<%-- Page Title--%> Impressions <%-- End Page Title--%>

<%-- Volume Number --%> Vol 1 Num 113 <%-- End Volume Number --%>

July 11, 2003

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Just Harry


The blockbuster hit Harry Potter and the Sorcerer's Stone came out in movie theatres all over the world in December 2000. Audiences were glued to the screen and waited with bated breath as half-giant Rubeus Hagrid, keeper of keys and grounds at Hogwarts School of Witchcraft and Wizardry stated proudly,

“Yer a wizard, Harry.”
“I'm a what?” Harry exclaimed. “No, you've made a mistake. I mean, I can't be a wizard. I mean I'm just Harry”
“Well 'just Harry',” smiled Hagrid. “Did you ever make anything happen? Anything you couldn't explain when you were angry or scared…”
It was at that moment that Harry Potter realised there was more to his “strangeness” than just a lightning shaped scar on his forehead and a “funny look about him.” Without so much as a second glance backwards, he followed Hagrid out of his “muggle” (non-magic folk) life and into the world that he was born to live--the wizarding world.
Most people can agree that at some point in their lives they have wanted magical powers. I am no different. There are many instances in which an invisibility cloak would have come in handy and I can think of countless irritating people that I would take pleasure in cursing with a wave of my wand. (My favourite spell being the “eat slugs” one).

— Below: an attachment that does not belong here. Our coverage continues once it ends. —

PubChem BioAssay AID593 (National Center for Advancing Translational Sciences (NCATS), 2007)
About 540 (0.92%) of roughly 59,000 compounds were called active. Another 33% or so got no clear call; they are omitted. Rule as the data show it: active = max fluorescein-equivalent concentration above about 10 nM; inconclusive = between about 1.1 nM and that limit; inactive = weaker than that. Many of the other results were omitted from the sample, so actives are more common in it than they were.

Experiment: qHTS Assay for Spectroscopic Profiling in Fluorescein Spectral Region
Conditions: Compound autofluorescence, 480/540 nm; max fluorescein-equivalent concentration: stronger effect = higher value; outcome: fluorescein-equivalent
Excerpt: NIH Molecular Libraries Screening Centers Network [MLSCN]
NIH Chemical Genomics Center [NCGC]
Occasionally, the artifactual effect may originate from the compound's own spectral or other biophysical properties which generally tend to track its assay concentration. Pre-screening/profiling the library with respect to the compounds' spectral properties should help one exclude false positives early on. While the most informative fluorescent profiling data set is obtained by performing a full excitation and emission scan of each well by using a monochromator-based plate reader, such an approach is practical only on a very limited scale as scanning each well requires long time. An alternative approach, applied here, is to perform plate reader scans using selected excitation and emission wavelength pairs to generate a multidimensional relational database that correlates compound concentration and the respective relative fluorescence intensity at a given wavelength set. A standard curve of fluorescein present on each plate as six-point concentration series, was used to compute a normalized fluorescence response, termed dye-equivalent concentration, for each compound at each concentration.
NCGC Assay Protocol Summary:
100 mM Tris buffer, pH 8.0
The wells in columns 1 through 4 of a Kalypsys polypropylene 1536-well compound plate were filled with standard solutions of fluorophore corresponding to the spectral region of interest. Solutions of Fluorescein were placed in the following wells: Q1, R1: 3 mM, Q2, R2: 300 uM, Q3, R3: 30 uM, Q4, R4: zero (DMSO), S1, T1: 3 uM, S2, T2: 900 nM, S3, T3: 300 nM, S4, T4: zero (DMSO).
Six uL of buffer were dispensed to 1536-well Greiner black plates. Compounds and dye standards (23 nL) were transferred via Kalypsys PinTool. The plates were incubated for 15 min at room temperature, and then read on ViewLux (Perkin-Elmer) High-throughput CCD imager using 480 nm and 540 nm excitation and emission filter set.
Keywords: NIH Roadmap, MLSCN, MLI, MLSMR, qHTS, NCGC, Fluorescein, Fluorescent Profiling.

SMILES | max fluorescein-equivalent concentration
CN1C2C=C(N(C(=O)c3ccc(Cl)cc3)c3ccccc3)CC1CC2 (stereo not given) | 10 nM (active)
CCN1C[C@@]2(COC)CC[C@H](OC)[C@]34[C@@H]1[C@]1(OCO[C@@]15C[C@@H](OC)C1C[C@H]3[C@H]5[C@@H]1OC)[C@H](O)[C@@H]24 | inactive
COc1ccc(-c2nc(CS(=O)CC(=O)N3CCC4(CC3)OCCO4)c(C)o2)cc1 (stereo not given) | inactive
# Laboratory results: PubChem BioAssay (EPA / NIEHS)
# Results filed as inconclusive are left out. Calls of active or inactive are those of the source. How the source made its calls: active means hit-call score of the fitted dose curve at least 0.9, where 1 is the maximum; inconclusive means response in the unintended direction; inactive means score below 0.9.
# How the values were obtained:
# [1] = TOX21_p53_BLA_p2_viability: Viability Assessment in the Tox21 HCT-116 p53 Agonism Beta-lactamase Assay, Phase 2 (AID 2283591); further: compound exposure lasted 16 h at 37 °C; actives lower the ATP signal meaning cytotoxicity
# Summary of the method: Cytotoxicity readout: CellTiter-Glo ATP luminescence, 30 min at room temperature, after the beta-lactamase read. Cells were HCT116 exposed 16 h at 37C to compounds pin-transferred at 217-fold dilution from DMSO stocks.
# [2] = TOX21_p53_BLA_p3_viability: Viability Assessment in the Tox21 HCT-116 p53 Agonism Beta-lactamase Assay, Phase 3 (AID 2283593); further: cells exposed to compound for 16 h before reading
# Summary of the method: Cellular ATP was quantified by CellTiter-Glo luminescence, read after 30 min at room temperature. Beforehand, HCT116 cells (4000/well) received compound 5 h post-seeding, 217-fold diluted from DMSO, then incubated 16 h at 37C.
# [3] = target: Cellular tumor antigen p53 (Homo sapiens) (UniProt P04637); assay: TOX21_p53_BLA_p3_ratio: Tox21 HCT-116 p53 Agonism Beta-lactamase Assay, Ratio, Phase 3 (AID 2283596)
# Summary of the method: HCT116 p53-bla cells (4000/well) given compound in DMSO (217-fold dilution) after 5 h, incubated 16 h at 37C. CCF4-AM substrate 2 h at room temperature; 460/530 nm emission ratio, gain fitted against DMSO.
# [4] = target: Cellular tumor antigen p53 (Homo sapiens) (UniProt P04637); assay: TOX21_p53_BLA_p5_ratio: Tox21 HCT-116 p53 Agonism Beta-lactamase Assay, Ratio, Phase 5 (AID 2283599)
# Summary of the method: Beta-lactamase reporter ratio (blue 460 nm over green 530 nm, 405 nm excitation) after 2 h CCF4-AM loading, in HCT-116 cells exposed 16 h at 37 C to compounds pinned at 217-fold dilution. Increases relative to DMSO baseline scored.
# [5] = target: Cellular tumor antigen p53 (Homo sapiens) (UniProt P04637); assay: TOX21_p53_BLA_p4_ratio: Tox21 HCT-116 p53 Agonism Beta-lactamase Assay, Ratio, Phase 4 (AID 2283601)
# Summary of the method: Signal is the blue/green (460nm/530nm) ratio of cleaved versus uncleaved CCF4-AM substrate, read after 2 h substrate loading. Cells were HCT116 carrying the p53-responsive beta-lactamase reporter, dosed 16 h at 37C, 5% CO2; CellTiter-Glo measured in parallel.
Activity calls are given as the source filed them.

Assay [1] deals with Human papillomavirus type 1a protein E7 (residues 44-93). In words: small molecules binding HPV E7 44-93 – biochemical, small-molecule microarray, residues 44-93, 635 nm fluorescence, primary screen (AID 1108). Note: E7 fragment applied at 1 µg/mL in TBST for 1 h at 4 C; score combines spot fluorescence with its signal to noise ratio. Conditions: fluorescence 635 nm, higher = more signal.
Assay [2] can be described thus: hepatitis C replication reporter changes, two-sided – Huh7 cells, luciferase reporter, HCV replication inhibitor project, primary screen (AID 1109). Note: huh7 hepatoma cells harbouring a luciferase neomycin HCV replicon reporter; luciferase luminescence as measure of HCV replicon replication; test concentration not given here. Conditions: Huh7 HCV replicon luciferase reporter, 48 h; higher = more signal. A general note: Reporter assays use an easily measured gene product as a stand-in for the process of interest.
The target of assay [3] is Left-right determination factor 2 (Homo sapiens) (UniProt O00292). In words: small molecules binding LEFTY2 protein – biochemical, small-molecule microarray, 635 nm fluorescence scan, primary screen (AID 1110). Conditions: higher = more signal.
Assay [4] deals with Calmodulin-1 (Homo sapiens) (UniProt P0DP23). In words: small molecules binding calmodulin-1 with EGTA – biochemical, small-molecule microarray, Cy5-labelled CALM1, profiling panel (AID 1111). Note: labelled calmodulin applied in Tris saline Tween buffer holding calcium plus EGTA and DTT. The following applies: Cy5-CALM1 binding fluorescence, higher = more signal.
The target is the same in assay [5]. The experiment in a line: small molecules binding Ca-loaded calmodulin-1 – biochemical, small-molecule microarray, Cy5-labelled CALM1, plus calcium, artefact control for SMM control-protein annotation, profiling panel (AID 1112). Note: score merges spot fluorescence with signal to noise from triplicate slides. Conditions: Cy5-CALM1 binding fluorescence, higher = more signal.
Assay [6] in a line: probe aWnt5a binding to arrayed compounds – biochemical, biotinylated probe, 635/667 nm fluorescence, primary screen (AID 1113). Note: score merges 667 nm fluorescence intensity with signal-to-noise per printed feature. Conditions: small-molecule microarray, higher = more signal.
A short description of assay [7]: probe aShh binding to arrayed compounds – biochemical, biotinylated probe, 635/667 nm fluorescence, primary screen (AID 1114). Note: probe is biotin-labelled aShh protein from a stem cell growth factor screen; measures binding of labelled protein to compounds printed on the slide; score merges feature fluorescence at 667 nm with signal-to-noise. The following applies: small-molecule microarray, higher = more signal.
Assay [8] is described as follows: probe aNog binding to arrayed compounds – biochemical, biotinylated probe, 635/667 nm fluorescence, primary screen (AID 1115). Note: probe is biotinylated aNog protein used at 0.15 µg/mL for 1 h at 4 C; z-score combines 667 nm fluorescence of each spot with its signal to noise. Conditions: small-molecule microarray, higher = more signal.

Unfortunately, it seems that I am indeed a muggle and therefore, can only get a glimpse of the magical world through the eyes of J.K. Rowling's boy wonder. Rowling has currently written five books on Harry Potter and his numerous adventures. Although the books are intended for a younger audience, it seems that this is one literary work that transcends age, as was made very clear to me when I went to Etcetera for the book launching of Harry Potter and the Order of the Phoenix, the fifth book in Rowling's series. As I stood with my back against a wall in order to avoid being trampled by the throng of people coming in and out of the bookstore, one question rolled around my mind.
What is it about Harry Potter?
Sure, the plot is imaginative and exciting, the suspense is enough to keep you on the edge of your seat, and the reading is uncomplicated and unpretentious.

However what takes me extra distance, however, is that Harry suffers from an ailment that we all have probably faced at some point or another: being different. Be it in the muggle or wizarding world, Harry is in a league of his own. He is famous for being the one wizard who survived the attack of the evil wizard Lord Voldemort, whose name still terrorises the wizard community. He also succeeded in stripping He-Who-Must-Not-Be-Named (as the magic folk like to refer to Voldemort) of all his powers--that too when he was just a helpless baby.